After the 2000 release of the remake starring Nic Cage, Angelina Jolie, and Eleanor (this time a customized 1967 GT500), Denise Halicki—Toby’s widow—exhibited Eleanor at car shows, where she ran into Carroll Shelby, once a legendary race car driver who began working for Ford in the 1960s and who designed some notable race cars, including arguably a key one that appeared in the Cage film.
A few years later, Halicki sued Shelby over some unauthorized replicas of Eleanor that had been manufactured and sold. In 2008, the case traveled all the way up to the 9th Circuit Court of Appeals, which decided that the widow had standing to pursue a copyright claim. As to whether Eleanor was entitled to copyright protection or “simply a car,” the appeals court remanded that issue down to a district court. The case then settled. According to papers I’ve reviewed, Halicki was acknowledged to be the owner of the Eleanor character with certain trademark rights, too; Shelby was acknowledged to own trade dress rights to the GT500 and could continue selling the car.
The dispute is relatively well known in intellectual property spheres, and the 9th Circuit opinion would later be cited when DC Comics famously sued someone who had made a replica of the Batmobile. But what will surprise pretty much everyone, I’ll bet, is that Halicki’s and Shelby’s heirs are still involved in a court fight to this day.
In 2019, around the time that the Oscar-nominated film Ford v. Ferrari was renewing interest in Shelby (portrayed by Matt Damon), Halicki learned about some cars being showcased at auctions. She sent out a series of cease and desist letters to Shelby’s customers, including one that allegedly demanded that a “Shelby” mark be replaced with an “Eleanor” mark plus a license fee remitted to her.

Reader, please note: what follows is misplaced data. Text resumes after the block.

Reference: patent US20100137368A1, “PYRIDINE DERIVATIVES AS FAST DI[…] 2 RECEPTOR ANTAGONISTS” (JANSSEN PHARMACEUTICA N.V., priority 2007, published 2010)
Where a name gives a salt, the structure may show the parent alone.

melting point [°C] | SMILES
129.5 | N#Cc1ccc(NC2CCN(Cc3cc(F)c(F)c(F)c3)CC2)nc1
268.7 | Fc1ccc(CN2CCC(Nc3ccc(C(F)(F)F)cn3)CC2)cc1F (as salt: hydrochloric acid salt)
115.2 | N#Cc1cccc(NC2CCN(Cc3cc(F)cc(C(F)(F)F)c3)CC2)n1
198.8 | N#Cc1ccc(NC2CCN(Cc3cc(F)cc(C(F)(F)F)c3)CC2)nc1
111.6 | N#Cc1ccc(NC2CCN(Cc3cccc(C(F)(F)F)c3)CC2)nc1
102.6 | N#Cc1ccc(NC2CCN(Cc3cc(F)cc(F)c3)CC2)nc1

Now, Shelby is suing for breach of the settlement contract, and Halicki is making counterclaims for copyright and trademark infringement, with the director’s widow contending that these very real automobiles are misappropriating the character. The two sides will brief a judge this month on the copyrightability of Eleanor. Shelby argues the car’s features have been too inconsistent over time to deserve the kind of protection given to, say, Superman. Halicki responds that the copyright has repeatedly been acknowledged—and the car is recognized wherever she goes. Shelby hits back that regardless, this doesn’t give Halicki the right to make claims against innocent buyers, and that she can’t have a monopoly on a car body design based on what’s in a movie.
If those interested in Bored Apes sense something resonant in all of this, well, a hearing in the Eleanor case is scheduled for June 13 in California federal court, with a possible trial commencing in August. I’m sure Seth Green, who once appeared in the heist flick The Italian Job and says he’s spent the last 18 years studying copyright law, may attend if he wishes.